The upper ridges and steep-sloped mountainous areas are characterized by shallow, rocky, infertile soils, droughty conditions, and much exposure to sunlight. All of these factors create harsh growing conditions, so it is no wonder that only the hardiest of species exist here. The canopies of these ridge top areas contain upland oaks (chestnut, black, and scarlet oak,) red maple, black gum, and a variety of pine species, such as Virginia, pitch, Table Mountain, and shortleaf pine. All of these trees are tolerant of dry conditions and acid soils.
A very common understory shrub growing on these ridge tops is mountain laurel, an evergreen that has a particularly beautiful bloom that arises in late May or early June around Memorial Day. Another common understory species is the serviceberry, one of the first trees to bloom in the spring. These sites also support ericaceous plants, like low bush and high bush blueberry, as well as huckleberry. Oak leaves usually litter these uplands, since oaks have a lot of tannin and resist decay. The ground cover sometimes consists of a mass of moss and lichens, sometimes forming a thick “mat” of vegetation on the ground.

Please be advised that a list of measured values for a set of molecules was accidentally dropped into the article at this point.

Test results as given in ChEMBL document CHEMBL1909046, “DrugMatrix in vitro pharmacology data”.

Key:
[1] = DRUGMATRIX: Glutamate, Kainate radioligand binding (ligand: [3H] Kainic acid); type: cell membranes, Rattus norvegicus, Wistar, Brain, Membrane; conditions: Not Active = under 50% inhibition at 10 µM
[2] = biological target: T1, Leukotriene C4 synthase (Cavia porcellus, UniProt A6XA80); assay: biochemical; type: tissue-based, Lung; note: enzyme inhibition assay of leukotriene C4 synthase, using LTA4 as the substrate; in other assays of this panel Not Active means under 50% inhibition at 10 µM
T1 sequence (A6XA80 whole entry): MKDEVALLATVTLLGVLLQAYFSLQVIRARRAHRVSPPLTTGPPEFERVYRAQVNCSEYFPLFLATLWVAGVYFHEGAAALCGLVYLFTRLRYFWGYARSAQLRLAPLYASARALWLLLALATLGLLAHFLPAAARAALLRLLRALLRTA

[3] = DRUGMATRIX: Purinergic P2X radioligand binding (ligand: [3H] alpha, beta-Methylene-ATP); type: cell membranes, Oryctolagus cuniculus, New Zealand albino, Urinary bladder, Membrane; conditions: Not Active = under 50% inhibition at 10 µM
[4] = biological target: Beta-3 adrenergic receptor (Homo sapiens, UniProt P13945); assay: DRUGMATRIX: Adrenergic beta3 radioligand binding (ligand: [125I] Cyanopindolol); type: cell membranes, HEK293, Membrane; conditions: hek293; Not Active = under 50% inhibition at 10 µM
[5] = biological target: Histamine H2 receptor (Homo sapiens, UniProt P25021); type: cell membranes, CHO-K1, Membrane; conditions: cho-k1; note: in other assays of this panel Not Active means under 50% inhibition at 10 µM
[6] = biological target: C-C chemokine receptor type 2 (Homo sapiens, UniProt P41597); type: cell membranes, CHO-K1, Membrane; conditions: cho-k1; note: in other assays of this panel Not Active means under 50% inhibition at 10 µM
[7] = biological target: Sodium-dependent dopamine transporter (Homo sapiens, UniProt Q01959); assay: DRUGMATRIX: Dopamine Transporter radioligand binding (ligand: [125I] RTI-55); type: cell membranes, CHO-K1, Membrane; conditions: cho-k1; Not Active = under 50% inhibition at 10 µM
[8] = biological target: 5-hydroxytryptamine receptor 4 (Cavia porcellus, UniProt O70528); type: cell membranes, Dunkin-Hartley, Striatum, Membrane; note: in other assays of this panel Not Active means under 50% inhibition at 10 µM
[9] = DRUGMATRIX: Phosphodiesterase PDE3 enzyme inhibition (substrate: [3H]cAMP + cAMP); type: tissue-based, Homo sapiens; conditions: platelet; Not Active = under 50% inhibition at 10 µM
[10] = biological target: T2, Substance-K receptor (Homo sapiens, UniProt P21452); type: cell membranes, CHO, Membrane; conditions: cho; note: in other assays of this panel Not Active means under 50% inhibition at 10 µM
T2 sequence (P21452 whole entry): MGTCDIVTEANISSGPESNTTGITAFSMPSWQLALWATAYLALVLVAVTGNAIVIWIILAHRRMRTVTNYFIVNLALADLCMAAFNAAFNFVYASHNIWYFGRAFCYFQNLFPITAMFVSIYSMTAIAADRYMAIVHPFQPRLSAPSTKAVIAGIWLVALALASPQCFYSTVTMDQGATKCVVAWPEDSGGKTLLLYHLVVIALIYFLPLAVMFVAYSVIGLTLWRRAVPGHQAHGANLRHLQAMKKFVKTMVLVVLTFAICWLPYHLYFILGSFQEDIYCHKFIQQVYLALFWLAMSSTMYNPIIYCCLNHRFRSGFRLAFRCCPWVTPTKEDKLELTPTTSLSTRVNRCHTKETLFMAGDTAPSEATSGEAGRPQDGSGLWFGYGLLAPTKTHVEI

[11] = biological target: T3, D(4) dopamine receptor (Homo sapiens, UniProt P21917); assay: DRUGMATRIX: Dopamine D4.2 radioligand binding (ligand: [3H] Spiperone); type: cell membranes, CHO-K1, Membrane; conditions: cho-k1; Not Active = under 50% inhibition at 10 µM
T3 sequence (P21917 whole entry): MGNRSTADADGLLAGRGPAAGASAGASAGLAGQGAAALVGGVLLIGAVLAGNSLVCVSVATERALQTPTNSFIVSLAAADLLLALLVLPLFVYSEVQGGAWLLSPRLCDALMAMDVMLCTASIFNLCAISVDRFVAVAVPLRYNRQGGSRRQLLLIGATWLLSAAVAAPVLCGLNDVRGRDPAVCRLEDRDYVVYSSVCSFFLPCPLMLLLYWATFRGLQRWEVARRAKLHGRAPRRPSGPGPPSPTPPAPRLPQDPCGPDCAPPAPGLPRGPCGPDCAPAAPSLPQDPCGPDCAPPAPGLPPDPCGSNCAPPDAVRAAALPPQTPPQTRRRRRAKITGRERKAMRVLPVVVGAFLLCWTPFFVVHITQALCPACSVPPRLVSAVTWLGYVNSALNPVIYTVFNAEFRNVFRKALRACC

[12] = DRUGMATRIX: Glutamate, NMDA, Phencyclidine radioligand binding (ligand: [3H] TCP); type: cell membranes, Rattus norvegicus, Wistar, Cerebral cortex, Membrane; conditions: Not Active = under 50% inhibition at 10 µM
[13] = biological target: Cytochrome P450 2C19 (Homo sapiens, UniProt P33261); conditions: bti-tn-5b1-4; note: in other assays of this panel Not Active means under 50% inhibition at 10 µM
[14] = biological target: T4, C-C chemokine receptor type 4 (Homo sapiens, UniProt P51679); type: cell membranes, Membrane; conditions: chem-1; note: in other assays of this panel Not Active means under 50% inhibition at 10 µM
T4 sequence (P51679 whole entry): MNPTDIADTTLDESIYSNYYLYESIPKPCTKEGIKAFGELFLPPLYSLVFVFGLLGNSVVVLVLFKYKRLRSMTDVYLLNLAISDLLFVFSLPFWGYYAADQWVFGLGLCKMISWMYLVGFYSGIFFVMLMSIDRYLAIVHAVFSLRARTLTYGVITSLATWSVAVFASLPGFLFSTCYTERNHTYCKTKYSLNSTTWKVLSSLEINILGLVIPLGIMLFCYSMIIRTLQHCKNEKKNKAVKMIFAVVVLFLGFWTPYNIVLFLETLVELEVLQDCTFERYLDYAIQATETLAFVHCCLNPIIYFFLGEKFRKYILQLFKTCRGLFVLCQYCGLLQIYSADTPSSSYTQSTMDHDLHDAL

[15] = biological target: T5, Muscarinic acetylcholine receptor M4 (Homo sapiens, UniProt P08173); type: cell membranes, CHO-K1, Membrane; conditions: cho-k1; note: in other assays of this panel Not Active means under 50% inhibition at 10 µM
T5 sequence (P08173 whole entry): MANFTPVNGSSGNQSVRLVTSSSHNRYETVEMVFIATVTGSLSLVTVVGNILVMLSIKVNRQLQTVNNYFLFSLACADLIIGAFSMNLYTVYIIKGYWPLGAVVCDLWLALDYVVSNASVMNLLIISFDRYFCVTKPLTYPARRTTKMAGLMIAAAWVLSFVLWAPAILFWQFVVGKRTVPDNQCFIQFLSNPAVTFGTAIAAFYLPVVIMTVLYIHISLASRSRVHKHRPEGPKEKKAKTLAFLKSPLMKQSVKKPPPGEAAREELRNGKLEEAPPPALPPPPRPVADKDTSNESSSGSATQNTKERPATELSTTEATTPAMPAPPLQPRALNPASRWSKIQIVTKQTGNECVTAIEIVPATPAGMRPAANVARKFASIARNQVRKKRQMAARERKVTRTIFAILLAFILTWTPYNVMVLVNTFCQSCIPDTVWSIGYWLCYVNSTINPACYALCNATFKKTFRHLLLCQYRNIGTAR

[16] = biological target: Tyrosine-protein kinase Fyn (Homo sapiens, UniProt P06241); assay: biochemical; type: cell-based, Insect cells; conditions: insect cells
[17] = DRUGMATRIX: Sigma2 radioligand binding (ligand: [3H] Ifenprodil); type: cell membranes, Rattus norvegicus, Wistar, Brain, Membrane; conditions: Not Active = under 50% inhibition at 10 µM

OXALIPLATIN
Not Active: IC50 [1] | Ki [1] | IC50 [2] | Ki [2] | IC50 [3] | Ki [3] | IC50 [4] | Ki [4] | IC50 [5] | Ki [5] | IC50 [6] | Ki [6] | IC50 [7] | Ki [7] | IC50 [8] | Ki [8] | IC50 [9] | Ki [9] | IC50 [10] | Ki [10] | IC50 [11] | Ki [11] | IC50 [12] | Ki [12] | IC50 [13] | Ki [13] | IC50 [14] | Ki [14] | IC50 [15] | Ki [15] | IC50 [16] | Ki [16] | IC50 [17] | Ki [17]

The abundant rocks and inaccessible locations create favorable denning habitat for a number of animals like bear, bobcat, gray fox, rattlesnake, and perhaps Allegheny wood rat, an endangered species known to exist in Frederick County. Although desolate, these areas support an abundance of life.
Article by FCFCDB member
Nature Note for 12/3/2017